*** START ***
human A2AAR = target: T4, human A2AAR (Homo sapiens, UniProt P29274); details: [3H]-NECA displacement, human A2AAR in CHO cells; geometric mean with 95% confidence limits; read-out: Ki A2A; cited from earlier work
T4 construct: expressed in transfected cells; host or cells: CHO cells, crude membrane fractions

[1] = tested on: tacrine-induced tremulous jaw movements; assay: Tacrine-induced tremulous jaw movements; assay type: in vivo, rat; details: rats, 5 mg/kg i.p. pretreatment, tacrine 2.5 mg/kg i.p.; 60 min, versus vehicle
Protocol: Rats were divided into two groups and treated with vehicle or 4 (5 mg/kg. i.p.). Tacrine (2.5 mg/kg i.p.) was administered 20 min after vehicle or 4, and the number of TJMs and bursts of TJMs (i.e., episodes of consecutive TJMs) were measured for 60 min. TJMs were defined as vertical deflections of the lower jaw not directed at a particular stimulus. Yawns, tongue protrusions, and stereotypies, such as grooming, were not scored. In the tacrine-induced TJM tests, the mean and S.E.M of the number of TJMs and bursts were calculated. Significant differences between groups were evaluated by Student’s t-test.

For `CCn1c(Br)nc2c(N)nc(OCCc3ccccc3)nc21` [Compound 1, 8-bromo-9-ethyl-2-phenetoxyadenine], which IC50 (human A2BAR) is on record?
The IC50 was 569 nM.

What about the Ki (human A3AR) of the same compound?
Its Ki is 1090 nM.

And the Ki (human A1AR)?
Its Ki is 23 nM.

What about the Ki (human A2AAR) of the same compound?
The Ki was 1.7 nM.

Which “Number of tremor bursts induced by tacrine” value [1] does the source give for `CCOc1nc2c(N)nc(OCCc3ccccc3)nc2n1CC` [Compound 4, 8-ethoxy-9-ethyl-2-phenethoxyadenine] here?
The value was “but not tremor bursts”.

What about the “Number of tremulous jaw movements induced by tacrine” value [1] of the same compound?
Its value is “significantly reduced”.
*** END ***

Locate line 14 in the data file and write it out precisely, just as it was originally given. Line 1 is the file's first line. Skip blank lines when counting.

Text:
The value was “but not tremor bursts”.